Bhutan is one of the most intriguing nations in the world, and a real rising star where international tourism is concerned. The unspoilt geography of the country is breath-taking in its beauty and provides a true escape into a natural paradise. As a result Bhutan is fast becoming one of the most visited places in the world with many of the nation’s attractions being featured in travel blogs such as Well Known Places.
A concept that is iconic of Bhutan is the paro, which is essential a mix between a temple and a fortress. There are many of these incredible structures to be found around the nation, but one of the most notable is the Paro Taktsang, which has become one Bhutan’s major cultural icons.
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The temple was built in honour of Guru Padhmasambhava during 1692. This was due to the fact that this great spiritual leader, who some regard as the second incarnation of the Buddha had arrived to this site and meditated for a period of three years, three months, three weeks, three days and three hours in the 8th century. He had carried out his meditation within the thirteen ‘tiger-caves’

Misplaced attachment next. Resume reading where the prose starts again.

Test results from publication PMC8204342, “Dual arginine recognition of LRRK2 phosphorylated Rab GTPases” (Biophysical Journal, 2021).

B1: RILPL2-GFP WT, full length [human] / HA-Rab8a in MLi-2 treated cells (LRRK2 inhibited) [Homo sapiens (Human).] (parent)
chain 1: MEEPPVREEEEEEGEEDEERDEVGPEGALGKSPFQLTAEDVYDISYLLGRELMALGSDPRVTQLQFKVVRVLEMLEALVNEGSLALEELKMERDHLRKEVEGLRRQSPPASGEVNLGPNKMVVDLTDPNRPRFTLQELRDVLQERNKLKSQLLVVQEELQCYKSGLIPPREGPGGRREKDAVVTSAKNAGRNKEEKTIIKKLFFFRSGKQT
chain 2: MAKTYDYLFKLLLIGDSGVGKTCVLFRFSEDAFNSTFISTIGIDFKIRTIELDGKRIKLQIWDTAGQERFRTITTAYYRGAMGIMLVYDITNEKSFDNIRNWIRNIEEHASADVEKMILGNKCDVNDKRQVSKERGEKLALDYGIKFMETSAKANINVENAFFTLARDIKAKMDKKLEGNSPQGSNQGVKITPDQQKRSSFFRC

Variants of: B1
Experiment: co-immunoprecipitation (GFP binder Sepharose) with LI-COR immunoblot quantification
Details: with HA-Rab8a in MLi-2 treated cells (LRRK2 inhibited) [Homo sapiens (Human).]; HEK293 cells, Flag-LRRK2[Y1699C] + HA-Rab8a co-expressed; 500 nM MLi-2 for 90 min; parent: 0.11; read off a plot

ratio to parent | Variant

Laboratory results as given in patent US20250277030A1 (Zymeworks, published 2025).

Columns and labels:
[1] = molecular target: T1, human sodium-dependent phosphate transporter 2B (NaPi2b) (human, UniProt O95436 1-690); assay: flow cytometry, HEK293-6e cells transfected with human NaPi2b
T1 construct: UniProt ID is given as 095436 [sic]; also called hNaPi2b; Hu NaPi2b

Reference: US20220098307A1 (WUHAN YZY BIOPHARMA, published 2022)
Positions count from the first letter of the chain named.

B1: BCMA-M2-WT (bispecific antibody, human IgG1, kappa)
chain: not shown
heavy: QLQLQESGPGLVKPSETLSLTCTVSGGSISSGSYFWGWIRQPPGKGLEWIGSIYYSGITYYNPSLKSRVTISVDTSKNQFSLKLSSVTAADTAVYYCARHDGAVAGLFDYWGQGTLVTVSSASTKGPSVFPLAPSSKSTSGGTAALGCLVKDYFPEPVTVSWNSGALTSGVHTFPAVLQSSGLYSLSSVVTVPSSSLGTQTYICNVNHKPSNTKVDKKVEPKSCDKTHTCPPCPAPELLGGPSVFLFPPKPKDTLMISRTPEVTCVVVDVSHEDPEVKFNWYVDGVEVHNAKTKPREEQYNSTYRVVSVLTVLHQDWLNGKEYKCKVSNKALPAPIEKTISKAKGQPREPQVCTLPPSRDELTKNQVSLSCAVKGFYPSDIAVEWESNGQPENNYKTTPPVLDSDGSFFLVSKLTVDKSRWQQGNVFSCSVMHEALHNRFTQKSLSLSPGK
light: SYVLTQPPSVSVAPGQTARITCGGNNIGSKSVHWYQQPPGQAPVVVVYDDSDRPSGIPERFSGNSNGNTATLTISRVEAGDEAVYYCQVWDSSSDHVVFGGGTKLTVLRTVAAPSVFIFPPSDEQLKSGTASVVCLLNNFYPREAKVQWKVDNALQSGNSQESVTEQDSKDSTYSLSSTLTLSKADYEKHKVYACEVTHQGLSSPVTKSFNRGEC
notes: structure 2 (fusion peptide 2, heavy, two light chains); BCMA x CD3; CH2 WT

Taktsang translates into Tiger-Cave and there are many different legends that explain the origin of the name. Some say it is due to the thirteen caves that are present at the site.
There are others who would say that Guru Padhmasambhava rode to the mountain where the caves are situated on the back of a mythical tigress capable of flight.
Some believe that this tigress was the wife of Emperor Yeshe Tsogyal, and she transformed into this form to carry the sacred guru safely to the mountain. There’s a third myth that claims there was a Tiger Demon present within the caves.
Shrouded in mystical mythology this temple-fortress is definitely an essential visit if you find yourself in the captivating country of Bhutan.
Fritzjames Stephen is a travel writer, who writes content based on the myriad of experiences and indulgences that the world has to offer travellers across all walks of life. Google+